A Drummer's Testament
drummers
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Chapter II-25:  Medicine   <PDF file>

How medicine works; types of medicine:  liliga, vua, kabrɛ, tahiŋga, etc.; witches and wizards (bukpahinima); maalams’ medicines:  walga, sabli

Paragraph outline
Proverbs and sayings
Dagbani words and other search terms
 


Contents outline by paragraph  <top of page>

Introduction

1.    comparison to gods; the gods are like medicine in helping people
2.    gods can treat sickness
3.    God or gods do not solve all problems; people believe in what helps them

Examples of medicine

4.    person who struck a medicine man
5.    at Voggo, story of Shembila taking the wife of Kukuo-Naa
6.    conclusion of the story of Shembila and Kukuo-Naa

Belief in medicine

7.    why Alhaji Ibrahim doesn’t have  medicine
8.    people use medicine to protect themselves; jealousy against John
9.    need to fight for yourself in the world
10.  Alhaji Ibrahim only likes medicine that will help a person
11.  medicine works from belief and trust
12.  talk of medicine relates to typical Dagbamba; watchful for signs
13.  reading of signs resembles the talk of gods; not for Muslims
14.  example:  belief in circumstances and luck
15.  Muslims do not follow these beliefs

Getting medicine

16.  always begin with greetings to person with medicine
17.  types:  talisman, armband, waistband, powder, water
18.  annual sacrifices; often during Buɣim

Liliga

19.  vanishing; removes a person from danger; types of liliga
20.  example:  person with liliga who vanished; it happens at once
21.  testing liliga when receive it; your heart must jump; liliga can refuse a person

Vua

22.  calling; in a horn; person will respond from wherever
23.  used by hunters to call animals
24.  used by drummers to get money or praise
25.  used to get women

Kabrɛ

26.  tying; prevents someone from doing things
27.  many types of kabrɛ; does bad work
28.  used by Gbɔŋlana to prevent quarrels at a chief’s funeral

Medicines for money

29.  lukuri; lukuri sabli; the money does not last
30.  compared to maalam’s medicine or prayers for money

Not to die

31.  a dead person continues to live; example:  Savelugu chief’s dead brother was met in another town
32.  example:  Gurunsi man at Voggo

Other medicines

33.  paɣali:  lost from sight
34.  tahinga:  shouting; its types; jumping medicine, bulimbuɣliŋga, mankubia; stick medicine (doli tim), knife medicine (sutili)
35.  chilo; medicine for seeing

Bukpahinima (wizards)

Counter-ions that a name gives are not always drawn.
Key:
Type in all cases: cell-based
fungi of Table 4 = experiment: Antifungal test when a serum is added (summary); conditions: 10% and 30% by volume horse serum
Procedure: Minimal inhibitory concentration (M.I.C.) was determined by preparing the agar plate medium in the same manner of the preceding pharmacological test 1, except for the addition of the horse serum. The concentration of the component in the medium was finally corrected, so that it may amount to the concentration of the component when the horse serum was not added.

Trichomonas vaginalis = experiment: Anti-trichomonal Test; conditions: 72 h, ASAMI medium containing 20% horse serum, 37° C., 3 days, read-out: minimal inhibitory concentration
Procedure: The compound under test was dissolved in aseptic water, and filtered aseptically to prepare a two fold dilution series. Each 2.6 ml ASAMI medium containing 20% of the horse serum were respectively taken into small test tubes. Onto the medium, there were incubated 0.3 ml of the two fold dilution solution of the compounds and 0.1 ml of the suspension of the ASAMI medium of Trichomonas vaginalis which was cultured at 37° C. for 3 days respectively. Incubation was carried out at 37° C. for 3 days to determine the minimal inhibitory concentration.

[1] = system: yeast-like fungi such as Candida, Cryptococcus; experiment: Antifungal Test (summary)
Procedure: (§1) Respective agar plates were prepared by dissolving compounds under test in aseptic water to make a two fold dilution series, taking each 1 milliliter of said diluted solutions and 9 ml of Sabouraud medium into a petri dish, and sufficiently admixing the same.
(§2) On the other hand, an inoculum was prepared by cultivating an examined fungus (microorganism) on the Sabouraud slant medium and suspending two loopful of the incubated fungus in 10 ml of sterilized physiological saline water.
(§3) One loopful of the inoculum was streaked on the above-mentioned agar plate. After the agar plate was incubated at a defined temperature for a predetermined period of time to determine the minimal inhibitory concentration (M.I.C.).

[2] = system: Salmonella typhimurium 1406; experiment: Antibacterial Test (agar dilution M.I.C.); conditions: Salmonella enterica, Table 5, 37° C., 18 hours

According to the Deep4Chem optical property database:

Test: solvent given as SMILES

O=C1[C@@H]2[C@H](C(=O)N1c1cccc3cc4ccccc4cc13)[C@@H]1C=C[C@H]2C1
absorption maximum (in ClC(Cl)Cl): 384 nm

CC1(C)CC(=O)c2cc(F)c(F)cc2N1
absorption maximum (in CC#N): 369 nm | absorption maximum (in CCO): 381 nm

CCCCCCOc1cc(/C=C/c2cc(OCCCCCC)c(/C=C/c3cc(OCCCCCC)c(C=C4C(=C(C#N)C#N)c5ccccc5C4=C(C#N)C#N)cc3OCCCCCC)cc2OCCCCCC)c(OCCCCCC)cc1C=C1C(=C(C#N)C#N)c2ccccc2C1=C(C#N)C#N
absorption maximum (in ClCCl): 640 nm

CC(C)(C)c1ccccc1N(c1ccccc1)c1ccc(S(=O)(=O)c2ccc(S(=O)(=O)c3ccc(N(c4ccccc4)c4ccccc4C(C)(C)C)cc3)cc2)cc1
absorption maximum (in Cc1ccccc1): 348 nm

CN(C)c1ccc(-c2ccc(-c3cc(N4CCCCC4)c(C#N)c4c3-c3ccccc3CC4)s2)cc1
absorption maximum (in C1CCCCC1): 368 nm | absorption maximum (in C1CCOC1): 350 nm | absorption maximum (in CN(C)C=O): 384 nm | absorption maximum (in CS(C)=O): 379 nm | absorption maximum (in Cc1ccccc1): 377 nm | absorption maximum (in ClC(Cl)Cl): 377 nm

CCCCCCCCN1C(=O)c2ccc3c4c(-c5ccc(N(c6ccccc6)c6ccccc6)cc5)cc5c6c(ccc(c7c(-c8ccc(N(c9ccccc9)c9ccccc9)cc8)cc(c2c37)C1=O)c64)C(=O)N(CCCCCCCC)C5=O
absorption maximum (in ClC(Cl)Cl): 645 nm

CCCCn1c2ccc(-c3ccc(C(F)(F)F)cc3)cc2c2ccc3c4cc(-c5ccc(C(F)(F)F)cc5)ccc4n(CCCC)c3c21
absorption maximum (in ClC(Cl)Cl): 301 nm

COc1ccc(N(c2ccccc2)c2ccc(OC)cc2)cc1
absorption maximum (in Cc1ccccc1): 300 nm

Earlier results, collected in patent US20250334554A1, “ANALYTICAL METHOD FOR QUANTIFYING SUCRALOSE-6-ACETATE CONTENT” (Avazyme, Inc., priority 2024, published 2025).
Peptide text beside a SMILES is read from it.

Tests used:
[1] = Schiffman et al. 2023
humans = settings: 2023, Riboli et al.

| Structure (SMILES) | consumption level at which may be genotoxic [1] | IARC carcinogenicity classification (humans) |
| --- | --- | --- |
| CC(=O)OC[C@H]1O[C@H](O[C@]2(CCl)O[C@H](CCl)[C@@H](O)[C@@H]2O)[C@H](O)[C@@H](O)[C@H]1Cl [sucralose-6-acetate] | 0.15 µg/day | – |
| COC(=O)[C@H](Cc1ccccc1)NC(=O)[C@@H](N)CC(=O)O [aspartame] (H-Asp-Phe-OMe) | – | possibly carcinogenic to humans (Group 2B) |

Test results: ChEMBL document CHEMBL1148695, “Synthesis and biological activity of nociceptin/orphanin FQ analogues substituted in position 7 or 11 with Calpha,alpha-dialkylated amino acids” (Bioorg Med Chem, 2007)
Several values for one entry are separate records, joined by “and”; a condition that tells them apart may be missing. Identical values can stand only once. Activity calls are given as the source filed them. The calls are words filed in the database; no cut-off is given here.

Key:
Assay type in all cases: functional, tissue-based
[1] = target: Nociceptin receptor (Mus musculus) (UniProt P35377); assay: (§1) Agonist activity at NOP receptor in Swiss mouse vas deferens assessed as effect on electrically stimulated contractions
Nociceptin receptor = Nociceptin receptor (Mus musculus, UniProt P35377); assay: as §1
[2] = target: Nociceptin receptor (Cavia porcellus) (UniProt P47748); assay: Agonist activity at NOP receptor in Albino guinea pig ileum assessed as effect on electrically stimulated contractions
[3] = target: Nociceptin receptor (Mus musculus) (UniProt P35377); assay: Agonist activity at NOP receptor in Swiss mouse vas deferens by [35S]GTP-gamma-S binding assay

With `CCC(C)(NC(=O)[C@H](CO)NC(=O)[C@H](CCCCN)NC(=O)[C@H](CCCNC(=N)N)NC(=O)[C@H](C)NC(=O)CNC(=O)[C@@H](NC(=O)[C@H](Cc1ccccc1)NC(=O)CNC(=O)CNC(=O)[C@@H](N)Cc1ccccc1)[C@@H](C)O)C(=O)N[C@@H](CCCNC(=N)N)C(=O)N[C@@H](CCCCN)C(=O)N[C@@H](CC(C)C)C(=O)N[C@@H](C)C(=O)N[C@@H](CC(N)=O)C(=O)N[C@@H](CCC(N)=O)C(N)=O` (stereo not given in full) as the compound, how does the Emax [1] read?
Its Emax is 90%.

36.  catch and kill witches
37.  the drums used by the wizards
38.  how they use chilo
39.  chiefs also roam and catch witches; example:  Nanton-Naa Alaasambila

The ways of medicine

40.  medicine should not be in the open; no boasting
41.  even the person with medicine does not see its work
42.  people do not know who has medicine or not; only the medicine man knows its name
43.  storing medicine in a calabash
44.  medicine requires confidence; example:  maalam who disarmed a mad man

Maalam’s medicines

45.  maalams have all the same types; works more slowly but thoroughly
46.  example:  maalam who was abused by Savelugu-Naa Mahama Piɛɣu
47.  British removed the Savelugu-Naa
48.  maalams know the words of God; their  prayers are powerful
49.  maalam’s medicines:   walga, writings that are washed an drunk; sabli, writings put inside talisman
50.  muhima; medicine to make people like a person; types:  bɛ yum’ ma
51.  greetings to maalam with cola (money) for kerosene
52.  maalam’s medicines for drummers

Conclusion

53.  many different types and ways of medicine; this talk only about some of them


Proverbs and Sayings  <top of page>

You should put a hen basket under your armpit.

The place you want to go to, it is the road of that place you will ask.

Only a fool says that everybody should like him or love him.

God said that if you are in a town and there is no one with medicine in the town, you should leave that town.
God shows that a town without medicine is not a good place to sit.

Medicine is trust.

When he tells you something and you hear, don’t accept it and don’t refuse it.

It is the heart which sleeps before the eyes.

Medicine doesn’t like boasting.

If you have the medicine that says no one should knock you, you should sit down coolly.

As the road is outside, can somebody walk there and you will see that person’s footprints?

It is only a bad person who can know a witch.

Medicine has no name.

Medicine is hiding.

As for medicine, it has no end.

Take cola and buy kerosene.


Key words for ASCII searches  <top of page>

Medicines mentioned
ankare  (ankarɛ)
be yum' ma  (bɛ yum' ma)
bulimbuglinga  (bulimbuɣliŋga)
chilo
doli tim
kabre  (kabrɛ)
korinliliga  (koriŋliliga)
kpinyi
liliga
lukuri
lukuri sabli
mankubia
muhimba
pagali  (paɣali)
pipigu  (pipiɣu)
sabli
sonliliga  (soŋliliga)
sutili
tahim pielli  (tahim piɛlli)
tahin sabinli
tahinga
vua
walga

Names and people
Adambila
Alhaji Adam
Alhaji Amadu
Fati
Gbonlana  (Gbɔŋlana)
Ibrahim  (Alhaji Ibrahim)
Kissmal  (Ibrahim Hussein)
Kukuo-Naa
Nanton Lun-Naa  (Iddrisu)
Nanton-Naa  (Alhassan / Alaasani / Alaasambila)
Sabaanaa
Savelugu-Naa Mahama Piegu  (Mahama Piɛɣu)
Shembila

Towns and places
Accra
Dagbon
Kukuonayili
Kumasi
Ouagadougou
Sakasaka
Savelugu
Vehakuga
Voggo
Yendi
Ziong

Cultural groups
Dagbana
Dagbamba
Gurunsi, Gurunsis

Miscellaneous terms
Alhaji
armband
Bugim  (Buɣim)
bukpaha, bukpahinima
calabash
chieftaincy
chilo
chilton  (chiltoŋ)
duiker
gaa  [Diospyros mespiliformis Hochst ex A.DC.]
gungon  (guŋgɔŋ)
Holy Qu'ran
housepeople
Kai  [exclamation]
kanaafiri
kogbe
kparbua
lebihi
maalam
maalams
Milo
Muslims
nosugu  (nosuɣu)
nugso  (nuɣso)
nyaringa  (nyariŋga)  [Vitex doniana Sweet and Vitex grandifolia]
Oi  [exclamation]
Ramadan
tadabo
tim  [sometimes translated as “juju”]
timlana  [literally: medicine holder, medicine owner]
tindana
tindanas
waistband
Yoo-o  [exclamation]